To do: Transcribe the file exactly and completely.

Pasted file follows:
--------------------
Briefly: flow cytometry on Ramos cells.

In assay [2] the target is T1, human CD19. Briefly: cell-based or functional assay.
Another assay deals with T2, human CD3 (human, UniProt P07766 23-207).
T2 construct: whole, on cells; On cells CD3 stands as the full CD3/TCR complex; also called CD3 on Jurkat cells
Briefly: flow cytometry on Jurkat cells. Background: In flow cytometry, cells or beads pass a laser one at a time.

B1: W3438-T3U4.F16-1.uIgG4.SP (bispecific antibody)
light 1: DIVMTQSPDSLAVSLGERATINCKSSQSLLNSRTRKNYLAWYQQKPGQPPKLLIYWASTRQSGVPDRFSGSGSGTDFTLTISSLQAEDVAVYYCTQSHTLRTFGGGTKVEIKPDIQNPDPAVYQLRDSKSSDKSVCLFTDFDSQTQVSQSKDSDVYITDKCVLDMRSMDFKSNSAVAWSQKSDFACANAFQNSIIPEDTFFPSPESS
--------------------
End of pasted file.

Briefly: flow cytometry on Ramos cells.

In assay [2] the target is T1, human CD19. Briefly: cell-based or functional assay.
Another assay deals with T2, human CD3 (human, UniProt P07766 23-207).
T2 construct: whole, on cells; On cells CD3 stands as the full CD3/TCR complex; also called CD3 on Jurkat cells
Briefly: flow cytometry on Jurkat cells. Background: In flow cytometry, cells or beads pass a laser one at a time.

B1: W3438-T3U4.F16-1.uIgG4.SP (bispecific antibody)
light 1: DIVMTQSPDSLAVSLGERATINCKSSQSLLNSRTRKNYLAWYQQKPGQPPKLLIYWASTRQSGVPDRFSGSGSGTDFTLTISSLQAEDVAVYYCTQSHTLRTFGGGTKVEIKPDIQNPDPAVYQLRDSKSSDKSVCLFTDFDSQTQVSQSKDSDVYITDKCVLDMRSMDFKSNSAVAWSQKSDFACANAFQNSIIPEDTFFPSPESS